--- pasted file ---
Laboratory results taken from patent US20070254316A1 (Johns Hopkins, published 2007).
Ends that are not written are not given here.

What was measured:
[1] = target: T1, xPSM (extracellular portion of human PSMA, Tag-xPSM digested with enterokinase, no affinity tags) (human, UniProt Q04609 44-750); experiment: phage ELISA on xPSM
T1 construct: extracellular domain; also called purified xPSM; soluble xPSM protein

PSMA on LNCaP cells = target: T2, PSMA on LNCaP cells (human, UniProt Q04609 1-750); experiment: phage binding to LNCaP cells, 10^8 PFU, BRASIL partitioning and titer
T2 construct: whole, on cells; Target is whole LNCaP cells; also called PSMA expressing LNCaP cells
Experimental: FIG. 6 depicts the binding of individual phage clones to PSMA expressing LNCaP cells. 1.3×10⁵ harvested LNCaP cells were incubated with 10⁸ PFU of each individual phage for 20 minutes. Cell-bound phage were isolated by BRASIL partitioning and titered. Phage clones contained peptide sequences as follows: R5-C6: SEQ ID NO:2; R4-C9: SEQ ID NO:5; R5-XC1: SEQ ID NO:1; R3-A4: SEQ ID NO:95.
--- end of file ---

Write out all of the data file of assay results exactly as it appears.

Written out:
Laboratory results taken from patent US20070254316A1 (Johns Hopkins, published 2007).
Ends that are not written are not given here.

What was measured:
[1] = target: T1, xPSM (extracellular portion of human PSMA, Tag-xPSM digested with enterokinase, no affinity tags) (human, UniProt Q04609 44-750); experiment: phage ELISA on xPSM
T1 construct: extracellular domain; also called purified xPSM; soluble xPSM protein

PSMA on LNCaP cells = target: T2, PSMA on LNCaP cells (human, UniProt Q04609 1-750); experiment: phage binding to LNCaP cells, 10^8 PFU, BRASIL partitioning and titer
T2 construct: whole, on cells; Target is whole LNCaP cells; also called PSMA expressing LNCaP cells
Experimental: FIG. 6 depicts the binding of individual phage clones to PSMA expressing LNCaP cells. 1.3×10⁵ harvested LNCaP cells were incubated with 10⁸ PFU of each individual phage for 20 minutes. Cell-bound phage were isolated by BRASIL partitioning and titered. Phage clones contained peptide sequences as follows: R5-C6: SEQ ID NO:2; R4-C9: SEQ ID NO:5; R5-XC1: SEQ ID NO:1; R3-A4: SEQ ID NO:95.